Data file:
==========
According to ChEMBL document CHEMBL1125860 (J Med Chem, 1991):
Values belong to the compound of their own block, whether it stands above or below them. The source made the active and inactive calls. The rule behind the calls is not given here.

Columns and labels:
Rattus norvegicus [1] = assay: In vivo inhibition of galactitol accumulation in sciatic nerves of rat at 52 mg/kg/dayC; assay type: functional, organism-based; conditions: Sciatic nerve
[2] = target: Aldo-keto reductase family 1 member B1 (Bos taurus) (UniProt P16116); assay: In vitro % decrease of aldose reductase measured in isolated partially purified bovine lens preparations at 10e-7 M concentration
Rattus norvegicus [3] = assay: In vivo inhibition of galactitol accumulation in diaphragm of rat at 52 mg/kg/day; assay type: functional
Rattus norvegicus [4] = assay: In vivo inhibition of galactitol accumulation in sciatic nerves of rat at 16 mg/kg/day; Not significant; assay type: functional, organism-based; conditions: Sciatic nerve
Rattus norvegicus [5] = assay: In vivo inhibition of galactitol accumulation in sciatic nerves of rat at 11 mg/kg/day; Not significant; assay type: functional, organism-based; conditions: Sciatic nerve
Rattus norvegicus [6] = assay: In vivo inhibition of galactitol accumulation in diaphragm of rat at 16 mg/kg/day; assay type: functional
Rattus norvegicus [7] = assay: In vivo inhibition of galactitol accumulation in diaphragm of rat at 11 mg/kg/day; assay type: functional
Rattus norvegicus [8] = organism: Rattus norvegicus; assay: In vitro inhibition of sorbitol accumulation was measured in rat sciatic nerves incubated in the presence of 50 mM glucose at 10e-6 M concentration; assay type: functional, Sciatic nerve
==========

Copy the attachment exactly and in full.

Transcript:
According to ChEMBL document CHEMBL1125860 (J Med Chem, 1991):
Values belong to the compound of their own block, whether it stands above or below them. The source made the active and inactive calls. The rule behind the calls is not given here.

Columns and labels:
Rattus norvegicus [1] = assay: In vivo inhibition of galactitol accumulation in sciatic nerves of rat at 52 mg/kg/dayC; assay type: functional, organism-based; conditions: Sciatic nerve
[2] = target: Aldo-keto reductase family 1 member B1 (Bos taurus) (UniProt P16116); assay: In vitro % decrease of aldose reductase measured in isolated partially purified bovine lens preparations at 10e-7 M concentration
Rattus norvegicus [3] = assay: In vivo inhibition of galactitol accumulation in diaphragm of rat at 52 mg/kg/day; assay type: functional
Rattus norvegicus [4] = assay: In vivo inhibition of galactitol accumulation in sciatic nerves of rat at 16 mg/kg/day; Not significant; assay type: functional, organism-based; conditions: Sciatic nerve
Rattus norvegicus [5] = assay: In vivo inhibition of galactitol accumulation in sciatic nerves of rat at 11 mg/kg/day; Not significant; assay type: functional, organism-based; conditions: Sciatic nerve
Rattus norvegicus [6] = assay: In vivo inhibition of galactitol accumulation in diaphragm of rat at 16 mg/kg/day; assay type: functional
Rattus norvegicus [7] = assay: In vivo inhibition of galactitol accumulation in diaphragm of rat at 11 mg/kg/day; assay type: functional
Rattus norvegicus [8] = organism: Rattus norvegicus; assay: In vitro inhibition of sorbitol accumulation was measured in rat sciatic nerves incubated in the presence of 50 mM glucose at 10e-6 M concentration; assay type: functional, Sciatic nerve